This blog post is a mixed-bag of things. It’s a tea cupping (I don’t think I’ve ever talked about a tea cupping before, though I talk about coffee cuppings all the time.) It’s about the very limited small cooperative Rwanda Fair Trade Starbucks coffee available in the UK, Ireland, and Middle East (this is not the same coffee as was widely available in Starbucks stores all over the US last summer). It’s about Arabian Mocha Sanani again. And it’s about having fun.

I’m just going to walk you through my experience at 15th Avenue Coffee and Tea, and today’s morning cupping.  (If you’re confused by the discussion of 15th Avenue Coffee and Tea, please read carefully this blog post: Streetlevel 101: There are two non-branded mercantile Starbucks).

Today I ran into 15th Ave Coffee and Tea excitedly with two bags of rare Starbucks coffee: Arabian Mocha Sanani and Rwanda.  Both of these coffees came to me from the UK, and are sold in the United Kingdom, Ireland, and the Middle East.  The Arabian Mocha Sanani is the beautiful coffee from Yemen growing region, and is known for its wine and spice aroma and flavors.  The Rwanda coffee is NOT the same coffee that was sold all over the United States just last summer, but rather was a small purchase of beans from a small fair trade cooperative in Rwanda.  Both of these coffees are only offered in limited markets because there is not enough of these beans to supply 16,000 stores all over the world. Rather, Starbucks sources only a smaller amount of the beans to ensure their high quality, and then offers them in limited Starbucks markets.

Much to my surprise, the baristas at 15th Avenue Coffee told me that today was going to be a tea cupping. Tea? I thought puzzled.  I wanted coffee.  The baristas immediately offered to cup my two rare coffees too.  I think they wanted to try them too.  So today was the rare kind of cupping where we had both coffee and tea on the table.

When cupping tea, the barista steeps four grams of tea for three minutes, with water hot off the boil.  Like in a coffee cupping, the teas are arranged in order from lightest profile to darkest profile, with the cuppings starting at the lightest end of the spectrum.  Of course all the teas are Tazo full-leaf teas.  (At least I think they’re all Tazo teas.)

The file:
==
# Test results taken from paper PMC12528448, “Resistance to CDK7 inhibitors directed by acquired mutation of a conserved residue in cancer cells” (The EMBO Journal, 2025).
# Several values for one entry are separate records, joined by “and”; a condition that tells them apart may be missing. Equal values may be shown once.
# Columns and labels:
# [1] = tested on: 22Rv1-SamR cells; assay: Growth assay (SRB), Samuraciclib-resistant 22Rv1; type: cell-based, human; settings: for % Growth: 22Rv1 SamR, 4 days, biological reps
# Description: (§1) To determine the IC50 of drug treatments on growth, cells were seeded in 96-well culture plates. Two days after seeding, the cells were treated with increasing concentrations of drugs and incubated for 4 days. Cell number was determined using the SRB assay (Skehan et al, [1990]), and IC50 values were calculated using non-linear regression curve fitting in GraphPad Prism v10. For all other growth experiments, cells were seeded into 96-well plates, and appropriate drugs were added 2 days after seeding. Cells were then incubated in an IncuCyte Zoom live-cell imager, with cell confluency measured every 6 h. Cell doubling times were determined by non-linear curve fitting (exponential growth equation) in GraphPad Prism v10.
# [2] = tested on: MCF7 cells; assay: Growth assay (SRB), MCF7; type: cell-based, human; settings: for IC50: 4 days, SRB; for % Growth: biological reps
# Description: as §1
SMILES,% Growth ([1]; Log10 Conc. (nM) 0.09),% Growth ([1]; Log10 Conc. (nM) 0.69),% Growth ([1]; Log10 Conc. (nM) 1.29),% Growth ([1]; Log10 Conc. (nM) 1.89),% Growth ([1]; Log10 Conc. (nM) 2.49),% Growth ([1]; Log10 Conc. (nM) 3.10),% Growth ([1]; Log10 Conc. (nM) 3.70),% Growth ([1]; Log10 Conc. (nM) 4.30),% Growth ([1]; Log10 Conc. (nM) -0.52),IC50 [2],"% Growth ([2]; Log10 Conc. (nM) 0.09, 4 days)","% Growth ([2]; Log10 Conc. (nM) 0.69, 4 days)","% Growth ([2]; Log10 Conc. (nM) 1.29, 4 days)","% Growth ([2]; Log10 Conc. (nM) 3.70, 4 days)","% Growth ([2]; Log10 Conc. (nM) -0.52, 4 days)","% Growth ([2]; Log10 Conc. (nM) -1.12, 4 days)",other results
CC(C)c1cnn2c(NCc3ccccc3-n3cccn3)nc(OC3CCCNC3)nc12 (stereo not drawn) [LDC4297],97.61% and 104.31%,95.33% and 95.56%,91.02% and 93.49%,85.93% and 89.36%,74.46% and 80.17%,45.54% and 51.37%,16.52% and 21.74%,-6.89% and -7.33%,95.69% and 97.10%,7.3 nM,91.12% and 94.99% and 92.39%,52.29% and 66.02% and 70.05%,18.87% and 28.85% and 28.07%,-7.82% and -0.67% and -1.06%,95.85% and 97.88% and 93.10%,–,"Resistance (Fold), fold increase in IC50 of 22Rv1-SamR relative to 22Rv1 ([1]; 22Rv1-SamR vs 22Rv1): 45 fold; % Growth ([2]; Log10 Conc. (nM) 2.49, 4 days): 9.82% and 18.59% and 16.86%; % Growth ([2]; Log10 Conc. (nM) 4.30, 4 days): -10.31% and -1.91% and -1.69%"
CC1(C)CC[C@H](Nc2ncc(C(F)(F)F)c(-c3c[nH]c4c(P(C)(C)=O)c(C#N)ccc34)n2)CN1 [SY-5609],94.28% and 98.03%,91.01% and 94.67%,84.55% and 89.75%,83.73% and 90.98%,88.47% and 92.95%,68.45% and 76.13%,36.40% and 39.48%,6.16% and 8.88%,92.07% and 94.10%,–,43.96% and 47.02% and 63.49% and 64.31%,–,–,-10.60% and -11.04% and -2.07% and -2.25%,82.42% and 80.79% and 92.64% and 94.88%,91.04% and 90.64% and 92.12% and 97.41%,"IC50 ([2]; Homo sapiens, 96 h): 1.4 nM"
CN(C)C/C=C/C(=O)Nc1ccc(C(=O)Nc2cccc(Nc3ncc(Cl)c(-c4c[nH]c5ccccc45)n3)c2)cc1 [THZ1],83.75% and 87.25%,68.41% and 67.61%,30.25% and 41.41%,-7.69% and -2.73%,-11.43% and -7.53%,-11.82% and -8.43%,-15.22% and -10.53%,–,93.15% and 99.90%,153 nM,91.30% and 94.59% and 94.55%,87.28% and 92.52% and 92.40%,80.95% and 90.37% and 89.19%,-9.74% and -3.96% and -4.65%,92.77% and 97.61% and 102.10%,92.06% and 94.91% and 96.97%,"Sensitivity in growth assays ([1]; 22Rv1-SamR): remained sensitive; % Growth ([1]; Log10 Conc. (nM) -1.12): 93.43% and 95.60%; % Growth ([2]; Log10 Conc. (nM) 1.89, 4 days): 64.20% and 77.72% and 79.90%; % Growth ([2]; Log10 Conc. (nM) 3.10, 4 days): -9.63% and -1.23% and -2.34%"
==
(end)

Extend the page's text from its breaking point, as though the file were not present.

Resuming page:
Today we cupped the following teas:

Silver Needle White

(Herbal) Chamomile Rose

Phoenix Mountain Oolong

(Green) Genmaicha

(Green) Dragonwell

(Black) English Breakfast

Baristas Jenna and Alex got everything set up to go, and the cupping started. The group included two random customers who joined, Major, the baristas, and myself.  One of the two customers was named Mike, and definitely not camera shy. He was truly completely okay with his image all over a Starbucks blog!

Just before everything gets started:

The coffee brews, and then barista Jenna shows customer-Mike how to break the coffee, letting him know that you cannot eat or drink the crust on top (also, please go back to my previous blog post here for more detail about what a coffee cupping is.  This is not the same thing as a coffee tasting):

At this point, the cupping was now in full swing and “Major” joined in.  For those readers who don’t know, Major is the “project manager” of the two street level stores, which really means that he is the boss of the two street level Starbucks stores (15th Avenue Coffee and Tea, and Roy Street Coffee and Tea).  At one point during the cupping, he pretty much grabbed my camera out of my hand and snapped a few pics of me.  I suppose he finally got tired being featured in a million Melody pics.  I have to admit, it feels like he’s my boss. After all, it is his store, not mine, and if Major says, ‘Melody, hand over the camera’ you bet that camera is going straight to him. At one point we were in the middle of cupping the teas and one of the baristas asked me what I thought of 15th Avenue’s teas in comparison to the teas at a normal Starbucks, and I just had to look at her blankly and say, “I have no idea. I’m not a tea drinker.”

As to the two coffees, the Sanani had the very distinct wine aroma and wine flavor profile that it is famous for.  The Rwanda was a very hearty delicious meal of a coffee.  One barista said that it smelled, “meaty” in a good kind of way.  It was indeed a pretty rich and almost savory coffee with a medium to heavy body that  I really thoroughly enjoyed, and I could see that others did as well.  Both coffees were a hit.

Notice all the smiles going on in these pics. A good time was had by all:

That was today’s adventure in cupping tea and coffee in one sitting. Sorry that there isn’t more substantive detail about the tea.  Hope you enjoyed this tea cupping.